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I mean why doesn't it come the last?

Because of this convention to evaluate a transformer stack one has to write an awkward thing like that:

runStateT (runReaderT (runRWST stack r s) r') s'

instead of:

runStateT s' $ runReaderT r' $ runRWST r s $ stack

And combining it with immediate do becomes all the more awkward:

let 
  action = do
    liftIO $ putStrLn "Do"
    liftIO $ putStrLn "something"
  in runStateT (runReaderT (runRWST action r s) r') s'

instead of:

runStateT s' $ runReaderT r' $ runRWST r s $ do
  liftIO $ putStrLn "Do"
  liftIO $ putStrLn "something"

Does this have any motivation behind or is this just an unfortunate convention?

BTW, I do realize that the current convention makes it easy to implement the "run" function using the record syntax, but this can't be an argument, since libraries must prefer usability to easiness of implementation.

share|improve this question
    
Maybe an infix notation, like the chain (stack `runRWST` r) s `runReaderT` r' `runStateT` s', would be more intuitive? Still want to remove the remaining parentheses, though. – Gassa Mar 27 '14 at 7:18
    
I like (`runStateT` s') . (`runReaderT` r') $ do { ... }. Doesn't quite work with RWST unfortunately, you'd need to use flip (uncurry runRWST) (r, s) $ do { ... }. – leftaroundabout Mar 27 '14 at 19:44
    
@leftaroundabout I'm not actually looking for optimizations to the example code, but fundamental reasons of the design decisions behind the "transformers". I need to decide whether to follow these conventions when designing custom transformers. – Nikita Volkov Mar 27 '14 at 20:00

In the HaskellWiki entry for Parameter order and in this Stack Overflow question, there are two recommendations for parameter order:

In my experience with the Reader/State monad, The same computation is invoked on different environments/states more frequently than different monadic computations are invoked on the same environment/state. The current parameter order is convenient for that.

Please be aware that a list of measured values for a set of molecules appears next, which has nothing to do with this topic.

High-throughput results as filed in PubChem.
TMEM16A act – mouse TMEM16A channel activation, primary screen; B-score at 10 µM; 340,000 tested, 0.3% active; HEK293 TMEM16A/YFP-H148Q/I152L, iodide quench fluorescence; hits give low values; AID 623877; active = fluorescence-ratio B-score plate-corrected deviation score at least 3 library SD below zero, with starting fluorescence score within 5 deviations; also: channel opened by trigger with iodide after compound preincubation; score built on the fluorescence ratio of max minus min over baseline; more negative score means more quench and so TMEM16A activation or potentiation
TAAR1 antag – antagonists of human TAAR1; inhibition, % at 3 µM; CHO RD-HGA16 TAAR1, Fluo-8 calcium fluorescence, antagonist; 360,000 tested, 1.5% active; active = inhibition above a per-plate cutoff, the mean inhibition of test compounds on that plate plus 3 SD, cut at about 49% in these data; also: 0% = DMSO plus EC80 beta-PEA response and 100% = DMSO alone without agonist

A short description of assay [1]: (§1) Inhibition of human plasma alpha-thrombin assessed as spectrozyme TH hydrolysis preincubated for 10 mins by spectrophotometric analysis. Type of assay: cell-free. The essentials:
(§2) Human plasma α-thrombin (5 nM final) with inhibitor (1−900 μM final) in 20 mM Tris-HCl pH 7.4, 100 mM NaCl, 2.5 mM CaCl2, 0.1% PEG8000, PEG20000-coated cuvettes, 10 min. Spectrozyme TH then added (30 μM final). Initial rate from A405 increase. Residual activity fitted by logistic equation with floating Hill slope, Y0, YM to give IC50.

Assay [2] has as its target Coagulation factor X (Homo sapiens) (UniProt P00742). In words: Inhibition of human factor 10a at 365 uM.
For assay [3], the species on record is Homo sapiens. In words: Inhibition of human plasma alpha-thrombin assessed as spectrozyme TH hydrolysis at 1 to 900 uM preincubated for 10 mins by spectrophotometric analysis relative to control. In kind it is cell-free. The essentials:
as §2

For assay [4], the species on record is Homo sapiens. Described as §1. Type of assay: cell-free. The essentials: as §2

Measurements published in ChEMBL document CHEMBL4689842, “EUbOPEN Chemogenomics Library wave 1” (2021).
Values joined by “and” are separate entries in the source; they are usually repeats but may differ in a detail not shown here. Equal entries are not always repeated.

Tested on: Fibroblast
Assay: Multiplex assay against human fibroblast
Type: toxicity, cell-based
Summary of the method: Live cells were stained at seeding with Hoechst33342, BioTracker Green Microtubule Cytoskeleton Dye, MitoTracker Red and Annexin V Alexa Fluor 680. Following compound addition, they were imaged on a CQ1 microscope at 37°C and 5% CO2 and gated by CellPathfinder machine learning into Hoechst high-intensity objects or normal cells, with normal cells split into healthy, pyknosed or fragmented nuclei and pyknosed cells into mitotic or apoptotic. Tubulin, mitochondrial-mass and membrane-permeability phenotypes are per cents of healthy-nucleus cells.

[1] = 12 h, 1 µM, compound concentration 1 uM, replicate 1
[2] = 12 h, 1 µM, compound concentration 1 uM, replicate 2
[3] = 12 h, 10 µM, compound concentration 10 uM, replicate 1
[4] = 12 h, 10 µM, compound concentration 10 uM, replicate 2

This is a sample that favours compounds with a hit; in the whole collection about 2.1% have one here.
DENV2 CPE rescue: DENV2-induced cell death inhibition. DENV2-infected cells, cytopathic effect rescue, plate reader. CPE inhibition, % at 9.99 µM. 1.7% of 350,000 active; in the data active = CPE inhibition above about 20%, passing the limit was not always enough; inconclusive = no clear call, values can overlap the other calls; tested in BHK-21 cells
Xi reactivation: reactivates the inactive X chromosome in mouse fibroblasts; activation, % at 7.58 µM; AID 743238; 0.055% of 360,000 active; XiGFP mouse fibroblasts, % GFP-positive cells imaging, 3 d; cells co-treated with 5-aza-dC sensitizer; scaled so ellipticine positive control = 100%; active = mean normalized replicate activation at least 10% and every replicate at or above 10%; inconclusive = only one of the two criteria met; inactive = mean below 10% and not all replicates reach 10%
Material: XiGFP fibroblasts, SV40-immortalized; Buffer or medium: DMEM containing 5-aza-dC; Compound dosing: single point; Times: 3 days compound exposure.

Another reason: Reader/State monadic values behave very much like functions that take an environment/the initial state as parameters. And in Haskell functions go before parameters.

To avoid the necessity of nested ReaderT/StateT/RWST transformers, you can work on with a single RWST transformer carrying global state/environment, and use zoom and magnify from the lens library to adapt computations that work in more restricted environments.

share|improve this answer
    
Well, the "most varying" argument could only support the primitive cases and it already fails for RWST, because that one has 3 params. Concerning the transformer stacks it is definitely only the stack that can be most varying. So, this is hardly an explanation. Also, I'm not asking about ReaderT or RSWT, but the general pattern for design of all kinds of monads. Be it ConnectionT or SessionT or whatever. – Nikita Volkov Mar 27 '14 at 20:21

I'm sure there's an element of expedience to it. It's very easy to define

newtype StateT = StateT { runStateT :: s -> m (a, s) }

and be done with it.

share|improve this answer
    
As mentioned in the question, "this can't be an argument, since libraries must prefer usability to easiness of implementation". – Nikita Volkov Mar 27 '14 at 9:33
    
On the contrary, it can be an argument, as it eases the implementation of the library. It is arguably nicer for some applications too (though I generally would much prefer the argument coming last, as this aids in my typical use of such data types.) – Thomas Eding Mar 29 '14 at 0:01

I'd like to add consistency as the answer to the mix. This is all speculation, so take this with a grain of salt:

The initial implementations used newtype record syntax to write these data definitions, so the data comes first when running it, oblivious as to whether or not this is preferable to the data coming in as the last argument. Newer data types simply follow this convention.

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